It also didn’t take long for Curry to justify all those vague descriptions that are pressed upon him: savvy, basketball IQ, court awareness. Curry’s first basket came on a cut across the court, and he fielded a pass with his back to the basket. Curry knew exactly where he was in relation to the hoop (and where his defender was), so he caught the ball and flicked it perfectly off the glass. You’re left with the impression that Curry had done this countless times before.
A basketball fanatic could be wholly satisfied just watching Curry move without the ball for 40 minutes. Oklahoma defenders were overplaying him to deny him the ball. That just left open the possibility for Curry to make precise backdoor cuts and get some higher percentage shots near the basket. With the ball, Curry also made advantageous use of screens. His first three-pointer came as he curled around a pick, then duped the overanxious defender with a pump fake before calmly drilling the shot. Again, it’s like Curry could do this 10 minutes after rolling out of bed on a Tuesday morning.
Griffin took only four shots in the first half, but it’s not like he was missing in action. He went hard to the glass on every play, getting 11 rebounds by halftime. You hesitate to invoke Dennis Rodman, but Griffin would get boards with such intensity and guile and then sprint down the court with such alacrity that the comparisons to the Worm wouldn’t be baseless.
Griffin’s offense came alive in the second half, when he scored 21 of his 25 points. College defenders didn’t have enough quickness to stay in front of him. Commentator Fran Fraschilla kept noting that Griffin would be an outstanding pick-and-pop guy in the NBA with his great hands and quick feet. Griffin’s intensity never lagged either, and he finished with 21 rebounds.
There were lots of questions by pro scouts about whether Curry could thrive in the NBA with longer defenders. He certainly answered those concerns during his rookie year with the Golden State Warriors, especially later in the season as Curry began to sort the league out.
A glimpse at Curry’s ability to score against NBA-level athletes came in the final minute, when he found himself matched up with Griffin on the perimeter. Curry dribbled right at Griffin, then got enough separation on a step-back to get off a high-arching three-pointer that got Davidson within three points.
Griffin would eventually pull down an offensive rebound with 26 seconds left to seal Oklahoma’s victory. Curry had 44 points, made all the more amazing because he missed five minutes in the first half with foul trouble and his outside jumper wasn’t on the mark (he shot 12 for 29). It’s going to be tremendous watching both players’ skills translate to NBA success in the coming years. Maybe it’s time to get NBA League Pass for those West Coast games.
Monday, October 11, 2010
Shooters are a breed apart. It takes a different kind of cat to spend countless hours in empty gyms, often all by his or her lonesome, hoisting jumper after jumper.
You know them when you see them, the kind of basketball player often referred to as a “pure shooter.” They often have similar personality traits. Most have placid demeanors and often endured strange childhoods. Ray Allen was a peripatetic Army brat. Steve Kerr was the son of an academic who was assassinated while serving as president of the American University of Beirut.
Then there is Rick Mount. One of basketball’s first prep prodigies, Mount was an Indiana legend from the small town of Lebanon. He seemed to be interested in nothing except perfecting his jump shot, taking care from an early age to get in his 400 shots daily. He landed on the cover of Sports Illustrated as a high school senior in 1966 and went on to Purdue.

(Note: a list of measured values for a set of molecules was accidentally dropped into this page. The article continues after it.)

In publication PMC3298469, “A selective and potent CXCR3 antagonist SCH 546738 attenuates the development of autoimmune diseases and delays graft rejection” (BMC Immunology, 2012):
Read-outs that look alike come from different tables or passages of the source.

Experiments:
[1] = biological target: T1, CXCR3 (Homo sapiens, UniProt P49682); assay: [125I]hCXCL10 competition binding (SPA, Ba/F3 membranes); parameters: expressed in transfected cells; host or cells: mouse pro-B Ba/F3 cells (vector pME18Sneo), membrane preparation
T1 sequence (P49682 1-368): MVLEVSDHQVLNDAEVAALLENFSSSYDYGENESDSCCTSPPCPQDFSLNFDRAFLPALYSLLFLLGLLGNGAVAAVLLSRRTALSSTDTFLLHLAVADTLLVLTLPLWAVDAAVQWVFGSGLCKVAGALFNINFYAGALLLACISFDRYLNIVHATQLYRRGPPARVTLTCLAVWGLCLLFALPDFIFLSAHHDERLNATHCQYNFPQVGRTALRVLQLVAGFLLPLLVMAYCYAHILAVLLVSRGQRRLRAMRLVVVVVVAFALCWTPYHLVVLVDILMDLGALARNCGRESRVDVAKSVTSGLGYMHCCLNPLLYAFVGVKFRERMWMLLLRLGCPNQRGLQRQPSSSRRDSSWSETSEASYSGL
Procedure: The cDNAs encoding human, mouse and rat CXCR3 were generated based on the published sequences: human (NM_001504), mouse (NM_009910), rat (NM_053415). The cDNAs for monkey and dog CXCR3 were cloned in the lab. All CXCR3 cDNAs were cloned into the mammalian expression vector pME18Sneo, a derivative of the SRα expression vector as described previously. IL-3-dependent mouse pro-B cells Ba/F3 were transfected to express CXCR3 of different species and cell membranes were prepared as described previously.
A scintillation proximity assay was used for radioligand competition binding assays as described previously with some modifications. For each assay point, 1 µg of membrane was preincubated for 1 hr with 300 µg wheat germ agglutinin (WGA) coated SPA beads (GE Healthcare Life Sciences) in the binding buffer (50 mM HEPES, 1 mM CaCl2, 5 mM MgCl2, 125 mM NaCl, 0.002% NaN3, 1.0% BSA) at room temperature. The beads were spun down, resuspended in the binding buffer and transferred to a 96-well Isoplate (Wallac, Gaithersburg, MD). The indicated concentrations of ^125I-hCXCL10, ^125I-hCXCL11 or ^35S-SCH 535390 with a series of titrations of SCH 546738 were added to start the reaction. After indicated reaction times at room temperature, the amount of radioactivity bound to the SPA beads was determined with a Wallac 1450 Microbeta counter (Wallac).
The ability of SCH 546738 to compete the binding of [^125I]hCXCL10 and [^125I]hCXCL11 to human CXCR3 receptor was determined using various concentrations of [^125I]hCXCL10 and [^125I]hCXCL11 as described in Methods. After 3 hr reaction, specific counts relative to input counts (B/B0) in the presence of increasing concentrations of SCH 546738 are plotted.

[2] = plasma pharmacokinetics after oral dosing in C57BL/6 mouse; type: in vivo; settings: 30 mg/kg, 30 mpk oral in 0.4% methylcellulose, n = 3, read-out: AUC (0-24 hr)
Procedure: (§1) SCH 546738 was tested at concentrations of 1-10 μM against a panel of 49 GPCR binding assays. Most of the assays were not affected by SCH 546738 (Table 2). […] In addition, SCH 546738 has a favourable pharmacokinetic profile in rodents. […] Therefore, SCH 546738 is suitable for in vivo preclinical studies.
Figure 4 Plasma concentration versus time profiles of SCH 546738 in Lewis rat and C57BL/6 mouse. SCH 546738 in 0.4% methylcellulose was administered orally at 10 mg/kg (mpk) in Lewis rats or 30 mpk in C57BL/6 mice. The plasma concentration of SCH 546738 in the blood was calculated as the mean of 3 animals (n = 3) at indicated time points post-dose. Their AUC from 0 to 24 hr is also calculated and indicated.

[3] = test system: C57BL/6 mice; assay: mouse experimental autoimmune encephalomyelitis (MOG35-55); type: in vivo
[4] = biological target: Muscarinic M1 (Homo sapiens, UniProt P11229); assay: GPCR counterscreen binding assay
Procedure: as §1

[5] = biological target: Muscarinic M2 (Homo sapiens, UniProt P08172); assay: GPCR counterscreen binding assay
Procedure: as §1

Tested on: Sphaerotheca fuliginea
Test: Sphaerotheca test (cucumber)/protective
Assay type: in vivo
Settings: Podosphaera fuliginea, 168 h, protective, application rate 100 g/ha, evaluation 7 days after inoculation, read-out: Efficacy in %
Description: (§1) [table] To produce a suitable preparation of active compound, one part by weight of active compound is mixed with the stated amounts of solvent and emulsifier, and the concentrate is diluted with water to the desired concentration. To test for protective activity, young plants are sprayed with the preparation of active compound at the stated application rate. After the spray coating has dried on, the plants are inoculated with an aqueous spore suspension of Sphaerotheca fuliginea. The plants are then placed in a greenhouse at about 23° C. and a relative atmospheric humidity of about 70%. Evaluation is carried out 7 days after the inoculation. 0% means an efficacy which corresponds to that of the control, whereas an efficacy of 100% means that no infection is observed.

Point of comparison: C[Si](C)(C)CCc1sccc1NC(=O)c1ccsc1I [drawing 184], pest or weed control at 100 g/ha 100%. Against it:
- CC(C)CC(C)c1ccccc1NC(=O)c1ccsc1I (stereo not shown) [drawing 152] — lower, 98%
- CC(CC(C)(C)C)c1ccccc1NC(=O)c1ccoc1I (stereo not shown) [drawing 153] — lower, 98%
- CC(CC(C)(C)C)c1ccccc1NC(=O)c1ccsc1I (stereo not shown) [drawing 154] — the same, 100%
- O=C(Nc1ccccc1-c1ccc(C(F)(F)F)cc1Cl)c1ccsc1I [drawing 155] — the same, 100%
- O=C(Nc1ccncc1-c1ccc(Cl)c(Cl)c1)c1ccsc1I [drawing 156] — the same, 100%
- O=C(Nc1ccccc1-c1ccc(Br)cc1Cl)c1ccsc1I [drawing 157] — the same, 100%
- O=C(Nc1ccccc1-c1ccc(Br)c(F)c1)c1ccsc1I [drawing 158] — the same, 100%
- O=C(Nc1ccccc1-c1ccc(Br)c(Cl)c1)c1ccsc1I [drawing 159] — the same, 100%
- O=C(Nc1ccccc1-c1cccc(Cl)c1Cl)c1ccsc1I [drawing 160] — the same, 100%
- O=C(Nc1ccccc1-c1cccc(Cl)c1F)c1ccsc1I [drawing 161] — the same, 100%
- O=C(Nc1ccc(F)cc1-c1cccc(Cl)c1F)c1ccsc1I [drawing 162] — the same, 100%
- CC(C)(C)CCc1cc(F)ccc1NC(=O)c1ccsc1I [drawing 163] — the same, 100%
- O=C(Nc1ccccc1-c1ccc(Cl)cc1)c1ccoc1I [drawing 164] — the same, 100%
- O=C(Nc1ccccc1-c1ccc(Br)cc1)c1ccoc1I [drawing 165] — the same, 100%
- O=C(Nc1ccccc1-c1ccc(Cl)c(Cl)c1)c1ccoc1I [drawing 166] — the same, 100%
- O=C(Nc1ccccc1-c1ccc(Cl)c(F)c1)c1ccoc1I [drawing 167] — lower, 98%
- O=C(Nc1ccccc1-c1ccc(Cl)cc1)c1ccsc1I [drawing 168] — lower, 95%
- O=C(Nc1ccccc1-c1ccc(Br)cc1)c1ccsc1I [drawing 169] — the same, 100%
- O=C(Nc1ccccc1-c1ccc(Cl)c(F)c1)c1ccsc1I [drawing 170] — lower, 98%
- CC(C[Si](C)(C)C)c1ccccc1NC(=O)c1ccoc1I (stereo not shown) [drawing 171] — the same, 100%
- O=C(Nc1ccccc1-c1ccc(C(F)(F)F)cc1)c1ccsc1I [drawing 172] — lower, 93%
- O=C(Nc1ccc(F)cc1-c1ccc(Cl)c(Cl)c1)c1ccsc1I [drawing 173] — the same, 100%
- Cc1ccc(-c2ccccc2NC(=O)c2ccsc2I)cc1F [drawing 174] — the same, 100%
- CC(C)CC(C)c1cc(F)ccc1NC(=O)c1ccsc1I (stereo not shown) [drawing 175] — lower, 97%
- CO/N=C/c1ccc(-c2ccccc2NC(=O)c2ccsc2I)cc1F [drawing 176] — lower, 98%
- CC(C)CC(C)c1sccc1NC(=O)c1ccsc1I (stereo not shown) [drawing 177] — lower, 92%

Watching silent footage of the Boilermakers’ 75-73 overtime victory over Marquette in the 1969 NCAA Mideast Regional final at the University of Wisconsin Fieldhouse, it is easy to get transfixed by Mount’s game. He could be the ultimate archetype of a cold-blooded shooter.
Mount’s best moves were his one- or two-step dribbles, going to his left or right, then pulling up for the jumper. This was a master craftsman. His moves had perfect rhythm, with the dribbles getting a harder bounce to ease seamlessly into his form. Mount also had a high-arching runner in the lane, often coming off his opposite foot. His baseline fadeaway was stunning.
Mount also didn’t have a conscience, going 11 for 32 in the game and finishing with 26 points, Mount shot from 24 feet with two guys in his face. He was gunning after every ball screen he got. The misses wouldn’t deter Mount. As every broadcaster has probably uttered during his or her career, “Good shooters always think the next one is going to fall.”
It’s a good thing for Purdue that he kept shooting, because in the waning seconds of overtime he came around a screen set by center Jerry Johnson. For some odd reason, Marquette’s Jack Burke didn’t step out on Mount, who found himself all alone for from 20 feet out. Everyone in the Fieldhouse that day had to know that the ball was going in to give the Boilermakers the 75-73 victory. Purdue would advance to the championship game, where it became another victim in John Wooden’s UCLA dynasty.
Mount had an uneven professional career in five ABA seasons, averaging 11.8 points per game before injuries forced him to retire. He never lived up to being the top overall pick by his home-state Indiana Pacers, especially under defensive-minded head coach Slick Leonard. Shots were harder to come by in the pros, and the book on Mount was to not let him get open coming off screens because he would sink any open shot.
Mount made it back into Sports Illustrated in the magazine’s “Where Are They Now?” issue in 2001. It didn’t come as much surprise that, even at age 54, Mount was still getting up 500 shots a day in Lebanon, Ind.
After some failed business ventures, Mount is teaching what he knows best. He runs a shooting camp, and he sells a contraption that rebounds the ball for the solitary shooter. There’s an awesome clip of Mount instructing some kids in his driveway with one of those machines. Definitely a different kind of cat.